By Kirk Jackson
Unified WBC, WBA and Ring Magazine light welterweight Champion Danny “Swift” Garcia 26-0 (16 KO’s) will take on interim WBC light welterweight Champion Lucas “The Machine” Matthysse 34-2, (32 KO’s) in Las Vegas at the MGM Grand September 14th.
Photo: Gene Blevens/ Hogan Photos/ Golden Boy
The bout headlines one of the strongest undercards in recent memory and precedes the highly anticipated match-up between Floyd “Money” Mayweather 44-0 (26 KO’s) and Saul “Canelo” Alvarez 42-0-1 (38 KO’s).
Although the most of the hype and glamour surrounds the historic match-up between Mayweather and Alvarez, the bout between Matthysse and Garcia however is a highly touted potential fight-of-the-year candidate, matching unbeaten Garcia’s strong boxing skills against the power punching of Matthysse.
“Vegas don’t know nothing, you don’t know nothing, I know everything,” Angel Garcia said at one of the final media press conferences leading up into this historic weekend.
“People still underestimate the champion.”
I don’t. Having doubted Garcia’s abilities in the past, he has proved me wrong on more than one occasion.
As the stage gets grander for Garcia, he continues to improve. His nickname is “Swift” and in regards to handspeed he may not live up to that moniker. But he is “Swift” when it comes to making adjustments.
He has displayed that ability against Erik Morales, Zab Judah and with Amir Khan.
These adjustments while suttle at times, are important and have played dividends in changing the outcome of his fights.
Whether it’s offering a different posture and angle for defense, picking off punches, the positioning of his feet to have the advantage, changing the angle of his punches, knowing when to widen and loop punches, the variety of punches he throws, Garcia has displayed the ability to alter his game plan in order to secure a victory.
But despite his accomplishments against well established fighters, especially in the case of potential future hall-of-fame fighters Morales and Judah, Garcia still does not get the credit from many members of the media and many fans. As is evidenced if we look at the odds for the fight.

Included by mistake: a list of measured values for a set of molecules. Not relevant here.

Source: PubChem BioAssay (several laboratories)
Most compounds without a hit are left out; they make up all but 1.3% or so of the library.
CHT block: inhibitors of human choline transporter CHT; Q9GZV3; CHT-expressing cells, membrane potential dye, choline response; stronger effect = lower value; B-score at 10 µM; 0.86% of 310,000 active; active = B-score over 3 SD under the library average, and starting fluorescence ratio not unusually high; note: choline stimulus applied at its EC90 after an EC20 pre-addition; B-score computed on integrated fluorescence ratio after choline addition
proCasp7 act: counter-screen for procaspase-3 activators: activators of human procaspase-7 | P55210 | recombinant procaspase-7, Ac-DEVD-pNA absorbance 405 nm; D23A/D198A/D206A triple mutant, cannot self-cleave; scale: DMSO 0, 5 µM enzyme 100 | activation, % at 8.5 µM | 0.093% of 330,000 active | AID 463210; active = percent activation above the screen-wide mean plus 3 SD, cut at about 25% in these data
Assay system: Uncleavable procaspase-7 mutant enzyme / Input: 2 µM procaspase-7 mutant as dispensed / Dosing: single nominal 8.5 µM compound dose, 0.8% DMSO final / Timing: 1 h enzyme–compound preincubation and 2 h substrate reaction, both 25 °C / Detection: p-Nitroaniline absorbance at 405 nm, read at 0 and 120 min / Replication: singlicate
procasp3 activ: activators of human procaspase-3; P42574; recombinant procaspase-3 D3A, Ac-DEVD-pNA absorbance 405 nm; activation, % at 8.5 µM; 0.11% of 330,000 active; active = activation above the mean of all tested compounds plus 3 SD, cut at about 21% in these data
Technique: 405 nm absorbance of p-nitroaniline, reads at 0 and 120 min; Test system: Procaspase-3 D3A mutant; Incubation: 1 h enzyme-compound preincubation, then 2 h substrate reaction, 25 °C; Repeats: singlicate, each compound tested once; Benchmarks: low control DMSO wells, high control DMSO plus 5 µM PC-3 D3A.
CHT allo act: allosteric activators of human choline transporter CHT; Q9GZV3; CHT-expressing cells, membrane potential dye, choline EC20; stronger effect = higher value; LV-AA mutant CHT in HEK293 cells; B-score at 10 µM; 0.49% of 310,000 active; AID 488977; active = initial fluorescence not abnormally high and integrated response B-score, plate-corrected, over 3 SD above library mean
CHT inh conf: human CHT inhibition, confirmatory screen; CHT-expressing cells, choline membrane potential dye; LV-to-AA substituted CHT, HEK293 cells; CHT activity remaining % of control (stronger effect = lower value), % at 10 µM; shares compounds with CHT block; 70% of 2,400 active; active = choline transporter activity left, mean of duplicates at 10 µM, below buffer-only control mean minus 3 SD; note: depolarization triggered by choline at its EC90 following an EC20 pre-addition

At a press conference mentioned earlier, Angel Garcia voiced his displeasure about the amount of disrespect towards his son.
While Danny, remaining calm and cool said, “I’m not really worried about what people think or why they disrespect me. We’re going to mix it up, and I’ll see how he reacts after getting hit by a big shot. That’ll dictate the fight.”
Matthysse physically dominated Peterson, a skillful, versatile, legitimate light welterweight, en route to a devastating stoppage inside three rounds.
He also annihilated Mike Austin in one round, with 32 of 34 fights finishing within the distance, not many fighters escape the wrath of the “Machine.”
When I think of Matthysse, I think of relentless pressure, punching power and underrated boxing ability.
Honestly, the Argentinian can be viewed as an undefeated fighter. The two losses on his record are controversial closely contested bouts against Devon Alexander and Zab Judah. One can easily argue Judah and Alexander were the recipients of home cooking.
Garcia and Matthysse have underrated boxing ability. The key to the fight is dictating the pace and controlling the action.
Despite his early round success in recent fights, it can take awhile for Matthysse to get into his fighting groove.
Garcia should take advantage of that and try to get the early rounds in the bank by getting off to a fast start.
Garcia will make adjustments as the fight wears on and with those early rounds in the bank it can make things easier.
He should avoid continuous exchanges, keep the fight on the outside and not be a stationary target for Matthysse’s body punching.
Garcia will stay active, whether with movement or punch output. Making the Argentinian miss and making him pay is also crucial for the success of Garcia.
He will do enough to pull off a close victory and will emerge as one of the frontrunners to face the winner of Mayweather/Alvarez. More likely to be in discussions for facing Mayweather, if Mayweather wins because they are closer in weight.